• The 18th and 19th century concert series – ‘Concert of Antient Music’ – is explored in a new display at the Foundling Museum in Bloomsbury. Located in the Handel Gallery, Music for the King: The Concert of Antient Music looks at the story behind the establishment of this concert series which were held at various locations in London annually from 1776 to 1848 and which only featured works composed at least 20 years prior. The concerts attracted patronage from the likes of King George III and members of the nobility – in fact, the King was such an admirer of Handel’s music that he instructed an extra concert – a performance of Handel’s Messiah – be given annually for the benefit of the Royal Society of Musicians. The display includes portraits of composers including Handel, Geminiani and Corelli as well as those of singers and other performers along with the index of performances and payment records for performers, letters, tickets and programmes of the concerts. Admission charge applies. Runs until 8th October. For more, see https://foundlingmuseum.org.uk/event/music-for-the-king-the-concert-of-antient-music/.
• The National Portrait Gallery has announced it will reopen its doors for the first time since 2020 on 22nd June this year. The reopening will follow a major redevelopment project, ‘Inspiring People’, which includes a comprehensive redisplay of the gallery’s collection, spanning from the Tudor period to today, as well as the restoration of Grade I-listed buildings and historic features. The new design – the work of Jamie Fobert Architects working in partnership with Purcell – will incorporate the Blavatnik Wing, the entire first floor encompassing nine galleries, which will explore society and culture in the 19th and early 20th centuries. It will also see the return of the gallery’s East Wing to public use as the Weston Wing, restore original gallery spaces and create new retail and catering facilities.
• On Now: Heath Robinson’s Shakespeare Illustrations. This exhibition at the Heath Robinson Museum in Pinner features Robinson’s illustrations from works including Lamb’s Tales from Shakespeare (1902), Twelfth Night (1908) and A Midsummer Night’s Dream (1914) as well as some of the illustrations he created for a never published complete works of Shakespeare commissioned by the publishing house of Jonathan Cape. The exhibition can be seen until 19th March. Admission charge applies. For more, see www.heathrobinsonmuseum.org/whats-on/heath-robinsons-shakespeare-illustrations/.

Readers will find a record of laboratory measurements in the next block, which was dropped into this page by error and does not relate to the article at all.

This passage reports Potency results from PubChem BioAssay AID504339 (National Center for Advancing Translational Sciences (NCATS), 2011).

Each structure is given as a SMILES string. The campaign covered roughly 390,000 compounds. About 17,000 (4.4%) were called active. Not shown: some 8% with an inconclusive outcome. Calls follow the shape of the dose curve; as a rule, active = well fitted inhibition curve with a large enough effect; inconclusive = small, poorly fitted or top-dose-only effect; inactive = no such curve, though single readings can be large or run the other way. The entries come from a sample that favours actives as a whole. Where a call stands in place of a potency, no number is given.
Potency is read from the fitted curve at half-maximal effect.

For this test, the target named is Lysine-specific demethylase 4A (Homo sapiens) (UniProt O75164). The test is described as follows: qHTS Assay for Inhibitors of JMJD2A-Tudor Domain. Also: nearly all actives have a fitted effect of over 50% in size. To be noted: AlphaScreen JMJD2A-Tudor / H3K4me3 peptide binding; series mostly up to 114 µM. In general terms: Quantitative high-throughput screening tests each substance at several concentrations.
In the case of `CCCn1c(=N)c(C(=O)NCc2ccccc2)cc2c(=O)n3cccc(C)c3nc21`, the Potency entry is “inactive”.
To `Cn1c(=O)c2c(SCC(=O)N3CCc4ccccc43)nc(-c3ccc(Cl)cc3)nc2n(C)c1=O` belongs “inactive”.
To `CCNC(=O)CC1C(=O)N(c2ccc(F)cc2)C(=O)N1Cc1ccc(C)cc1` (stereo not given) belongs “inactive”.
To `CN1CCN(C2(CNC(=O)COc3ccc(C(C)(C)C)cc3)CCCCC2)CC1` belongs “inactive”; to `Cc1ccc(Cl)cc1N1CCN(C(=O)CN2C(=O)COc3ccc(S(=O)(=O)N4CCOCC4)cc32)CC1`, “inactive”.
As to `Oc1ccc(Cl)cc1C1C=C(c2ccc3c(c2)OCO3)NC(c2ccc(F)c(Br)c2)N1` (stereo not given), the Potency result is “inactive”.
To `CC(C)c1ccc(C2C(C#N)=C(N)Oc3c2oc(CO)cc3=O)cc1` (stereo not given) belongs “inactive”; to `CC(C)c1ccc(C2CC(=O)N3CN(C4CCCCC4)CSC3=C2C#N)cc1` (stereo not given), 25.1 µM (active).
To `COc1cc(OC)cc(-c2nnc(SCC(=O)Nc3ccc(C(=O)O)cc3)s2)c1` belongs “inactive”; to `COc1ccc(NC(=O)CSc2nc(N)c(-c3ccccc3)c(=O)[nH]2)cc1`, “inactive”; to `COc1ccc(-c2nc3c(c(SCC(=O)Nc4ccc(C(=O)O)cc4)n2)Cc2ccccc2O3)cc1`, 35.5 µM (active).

• The Open House Festival, a two week-long celebration of buildings and neighbourhoods in London, kicks off today. Now in its 30th year, highlights from this year’s programme include the introduction of nine “headline neighbourhoods” – among them Aldgate, Somers Town, Battersea, and the Greenwich Peninsula, each of which will feature a specially-curated programme of free events. Buildings open for tour include the Bank of England, the recently refurbished Leathersellers’ Hall, and ROOM, an inhabitable sculpture by Anthony Gormley forming part of Mayfair’s Beaumont Hotel as well as pioneering homes such as the David Adjaye-designed ‘Fog House’ in Clerkenwell, the Khan Bonshek-designed ‘Two-up Two-down House’ in Stratford, and Richard and Su Rogers’ high-tech house in Wimbledon. There are also tours of housing estates including Dawson’s Heights designed by Kate Macintosh for Lambeth and infrastructure demonstrations including the new Rolling Bridge designed by Tom Randall-Page at Cody Dock in Canning Town as well as walks, talks and other event. The festival runs until 21st September. For the full programme, see https://open-city.org.uk/open-house-festival.
• The first in-depth exhibition in the UK of the work of late 19th and early 20th century American painter Winslow Homer has opened at The National Gallery. Winslow Homer: Force of Nature features more than 50 paintings and watercolours from public and private collections spanning over 40 years of the artist’s career. Highlights include his paintings from the front lines of the American Civil War such as Prisoners from the Front (1866), those depicting the lives of African Americans during the period known as Reconstruction such as A Visit from the Old Mistress and The Cotton Pickers (both 1876), paintings from his travels to England and the Caribbean such as Inside the Bar (1883), A Garden in Nassau (1885), and The Gulf Stream (1899, reworked by 1906), and works created in the final years of his life such as Driftwood (1909). The exhibition can be seen in the Ground Floor Galleries until 8th January. Admission charge applies. For more, see www.nationalgallery.org.uk/exhibitions/winslow-homer-force-of-nature
• A celebration of some of finest wood engravings of the past 100 years and those who made them opens at the Heath Robinson Museum in Pinner on Saturday.Scene Through Wood, which comes from the University of Oxford’s Ashmolean Museum, celebrates the founding centenary of the British Society of Wood Engravers. It traces wood engraving from its origins – objects on show include an early woodcut by Albert Dürer (1471-1528), its subsequent development by 18th and 19th century naturalist Thomas Bewick and the establishment of the SWE in 1920. Included is the work of notable 20th century artists such as Robert Gibbings, Eric Ravilious and Gertrude Hermes as well as more recent figures such as Monica Poole, Edwina Ellis, Simon Brett and Anne Desmet. Admission charge applies. Runs until 11th December. For more, see www.heathrobinsonmuseum.org/whats-on/scene-through-wood/.
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One of the more eccentric grave monuments in London, this massive triangular shaped memorial in a Pinner churchyard was erected by landscape gardener and horticultural writer John Claudius Loudon for his parents.
Located in the churchyard of St John the Baptist, the massive Grade II-listed monument is shaped like an inverted V with an arch piercing the base and features what appears to be a stone coffin stuck through it about halfway up the structure.
On one end, it bears an inscription to Scottish merchant William Loudon, who died on 29th December, 1809, and, on the other end, another to his wife Agnes, who died on 14th October, 1841.